‘Cheers’: Many of John Ratzenberger’s Lines Were Complete Lies

Few sitcoms in history boasted a more memorable cast than Cheers did. Taking advantage of its setting, a small neighborhood bar in Boston, the TV show revolved around the patrons of the titular bar and the stories that they brought with them.

Many of these stories were believable. However, when the pub’s resident mailman, John Ratzenberger’s Cliff, opened his mouth, the stories became less plausible. 

Who is John Ratzenberger?

John Ratzenberger
John Ratzenberger | Paul Archuleta/Getty Images

According to his IMDB page, Ratzenberger started as an improv comic but quickly set his sights on something bigger. In 1976, he made his screen debut on The Ritz. However, while that role is now obsolete, Ratzenberger’s early work shows a man who aimed big from the beginning. From an unnamed role in Superman to a similar one in The Empire Strikes Back, Ratzenberger got the ear of Hollywood’s biggest names. 

By 1982, he had his breakout moment. Ratzenberger secured the role of Cliff on Cheers. He entered the titular bar that year and stayed there for 11 years.

After Cheers left the air, Ratzenberger started taking voice work. Now, modern audiences might recognize his face from a slew of television roles since the show that made him famous. Still, his voice-work in nearly every Pixar project since Toy Story has given younger audiences a different reason to appreciate him.

Despite his success as a voice actor, Ratzenberger’s defining role remains the neighborhood mailman on Cheers. 

Ratzenberger goes postal

While Cheers embraced standard sitcom tropes, its premise hinged on human interactions. Yes, it occasionally went to some bizarre places and situations. Still, its cast was a series of believable characters whom audiences could relate to even when the conditions got strange. According to Ratzenberger, this was the draw not only for fans but for the cast, too. Ratzenberger spoke about this dynamic with The Hollywood Reporter.

“I can remember sitting there,” he says, referring to his regular mark on the set of Cheers, “and saying to [Norm actor] George Wendt, ‘Do you realize that we get paid to sit at a bar and crack jokes? That’s our job.’ And we just sort of laughed at, well, the dreamlike quality of it.”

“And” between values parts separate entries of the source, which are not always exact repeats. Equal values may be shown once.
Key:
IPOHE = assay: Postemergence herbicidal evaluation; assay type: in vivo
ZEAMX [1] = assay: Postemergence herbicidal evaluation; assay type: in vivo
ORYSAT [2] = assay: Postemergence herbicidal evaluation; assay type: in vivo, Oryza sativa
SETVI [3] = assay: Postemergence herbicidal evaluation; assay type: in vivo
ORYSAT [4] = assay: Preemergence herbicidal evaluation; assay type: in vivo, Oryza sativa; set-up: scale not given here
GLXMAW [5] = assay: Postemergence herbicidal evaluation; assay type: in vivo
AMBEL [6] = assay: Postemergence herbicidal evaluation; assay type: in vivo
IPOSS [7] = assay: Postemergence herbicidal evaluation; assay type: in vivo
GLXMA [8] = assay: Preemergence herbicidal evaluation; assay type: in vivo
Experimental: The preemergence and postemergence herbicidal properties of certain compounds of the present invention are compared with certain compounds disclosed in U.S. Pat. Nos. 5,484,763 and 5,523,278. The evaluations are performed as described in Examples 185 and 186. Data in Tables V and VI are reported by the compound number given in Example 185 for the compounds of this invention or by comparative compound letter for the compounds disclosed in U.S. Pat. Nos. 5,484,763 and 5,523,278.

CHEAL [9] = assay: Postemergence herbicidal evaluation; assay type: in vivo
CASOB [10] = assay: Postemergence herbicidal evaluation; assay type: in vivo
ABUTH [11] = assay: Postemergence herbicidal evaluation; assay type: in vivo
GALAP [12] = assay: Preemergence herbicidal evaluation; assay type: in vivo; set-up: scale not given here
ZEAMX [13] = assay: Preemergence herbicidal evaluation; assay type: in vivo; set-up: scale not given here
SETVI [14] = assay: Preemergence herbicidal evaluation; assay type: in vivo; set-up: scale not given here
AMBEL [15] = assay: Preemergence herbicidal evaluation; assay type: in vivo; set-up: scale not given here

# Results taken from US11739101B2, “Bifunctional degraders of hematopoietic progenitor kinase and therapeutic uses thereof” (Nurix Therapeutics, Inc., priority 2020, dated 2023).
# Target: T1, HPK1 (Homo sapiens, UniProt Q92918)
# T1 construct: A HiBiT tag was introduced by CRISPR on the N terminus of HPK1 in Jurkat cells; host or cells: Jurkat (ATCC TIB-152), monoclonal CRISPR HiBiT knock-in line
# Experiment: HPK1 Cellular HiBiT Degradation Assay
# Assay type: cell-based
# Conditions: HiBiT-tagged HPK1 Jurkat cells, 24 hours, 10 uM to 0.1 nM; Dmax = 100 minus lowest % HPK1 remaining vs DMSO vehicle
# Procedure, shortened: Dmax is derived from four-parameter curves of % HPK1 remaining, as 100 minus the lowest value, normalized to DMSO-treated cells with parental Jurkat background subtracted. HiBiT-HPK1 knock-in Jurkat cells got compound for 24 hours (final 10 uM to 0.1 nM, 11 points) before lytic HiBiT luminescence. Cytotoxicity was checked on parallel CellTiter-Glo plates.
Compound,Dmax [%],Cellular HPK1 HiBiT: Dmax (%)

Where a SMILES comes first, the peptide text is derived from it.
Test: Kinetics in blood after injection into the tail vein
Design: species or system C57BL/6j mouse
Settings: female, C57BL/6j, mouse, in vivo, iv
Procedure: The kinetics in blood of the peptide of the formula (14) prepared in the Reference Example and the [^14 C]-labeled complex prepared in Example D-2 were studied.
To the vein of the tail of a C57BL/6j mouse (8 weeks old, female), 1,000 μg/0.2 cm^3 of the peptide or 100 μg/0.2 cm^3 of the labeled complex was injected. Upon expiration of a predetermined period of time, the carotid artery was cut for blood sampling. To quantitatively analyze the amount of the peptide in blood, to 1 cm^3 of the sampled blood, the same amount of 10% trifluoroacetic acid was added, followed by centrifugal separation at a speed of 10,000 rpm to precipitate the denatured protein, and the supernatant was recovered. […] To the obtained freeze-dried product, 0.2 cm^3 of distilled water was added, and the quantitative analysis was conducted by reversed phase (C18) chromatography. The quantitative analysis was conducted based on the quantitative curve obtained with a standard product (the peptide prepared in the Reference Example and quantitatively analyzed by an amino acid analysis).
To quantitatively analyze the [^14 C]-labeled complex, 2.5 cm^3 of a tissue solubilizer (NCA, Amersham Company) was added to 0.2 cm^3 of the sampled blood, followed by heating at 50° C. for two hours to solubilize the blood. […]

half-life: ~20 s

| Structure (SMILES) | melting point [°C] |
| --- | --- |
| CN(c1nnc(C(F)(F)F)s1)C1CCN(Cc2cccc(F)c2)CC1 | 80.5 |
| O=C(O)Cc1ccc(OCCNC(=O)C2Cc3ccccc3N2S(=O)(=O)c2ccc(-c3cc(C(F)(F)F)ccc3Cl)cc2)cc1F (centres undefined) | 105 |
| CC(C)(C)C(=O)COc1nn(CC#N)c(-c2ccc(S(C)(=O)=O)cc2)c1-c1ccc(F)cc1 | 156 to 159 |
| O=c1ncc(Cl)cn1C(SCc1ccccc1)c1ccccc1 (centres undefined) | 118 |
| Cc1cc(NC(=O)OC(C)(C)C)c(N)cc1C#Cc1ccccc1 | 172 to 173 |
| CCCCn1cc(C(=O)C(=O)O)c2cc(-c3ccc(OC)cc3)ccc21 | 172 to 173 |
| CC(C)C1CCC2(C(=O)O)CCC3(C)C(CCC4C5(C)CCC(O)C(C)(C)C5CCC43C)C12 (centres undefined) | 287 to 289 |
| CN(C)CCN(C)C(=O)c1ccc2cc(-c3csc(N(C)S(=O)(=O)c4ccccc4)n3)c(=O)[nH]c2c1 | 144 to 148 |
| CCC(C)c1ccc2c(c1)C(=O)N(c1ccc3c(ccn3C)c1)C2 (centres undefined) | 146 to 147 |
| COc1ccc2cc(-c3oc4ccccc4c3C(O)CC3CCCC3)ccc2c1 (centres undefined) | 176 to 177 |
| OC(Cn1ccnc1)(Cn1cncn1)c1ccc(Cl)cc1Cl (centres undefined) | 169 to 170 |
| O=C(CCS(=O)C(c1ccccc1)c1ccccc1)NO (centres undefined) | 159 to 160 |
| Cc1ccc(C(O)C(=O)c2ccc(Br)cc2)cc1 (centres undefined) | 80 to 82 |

Cliff had a relatively uninteresting background. Despite a steady job as a mailman, he lives with his mother and has a penchant for telling lies, half-truths, and outright stories. As the series progressed, Cliff doubled down and became an unabashed know-it-all. This dynamic was a natural way of showing all the places that he went as a mailman. However, as the series went on, Cliff began to speak to hear his voice.

Ratzenberger takes the wheel


‘Cheers’: John Ratzenberger’s Audition Turned Into Him Creating His Character

Cliff’s authority on the subjects he spoke on initially had some merit. Coach, in particular, often looked at Cliff as a bastion of knowledge that he could rely on any time he had a question. However, as the series went on, Cliff’s motives became a little bit clearer.

“In the beginning, Cliff was more a font of knowledge…” Ratzenberger told The Hollywood Reporter.” I enjoyed playing the character because it really comes from the premise that if you say something with enough authority, people will believe you. So I always got a chuckle out of that. And then later, down the line, Cliff became less of a perceived expert as someone who just interrupted conversations, who was more of an annoyance.”

Ratzenberger had a background in improv. As such, the writers let him play a little jazz when it came to his lines. After characters were on to Cliff’s grift, the makers decided to embrace the actor’s penchant for believably telling a ridiculous story that nobody believed. The results were often hilarious. According to Mental Floss, however, the stories he told were meant to be silly. Part of this was for comedic effect, but it also helped improve his co-stars’ reactions and caught their genuine disbelief. 

It must have worked. Now, Ratzenberger’s voice work has kept him in the spotlight, but his role as Cliff remains his proudest moment. Cheers remains a beloved sitcom decades after it left the air. To this day, Ratzenberger, Ted Danson, and several other cast members remain in the public eye. This is not only a testament to the show but to the talent that made it a solely unique experience.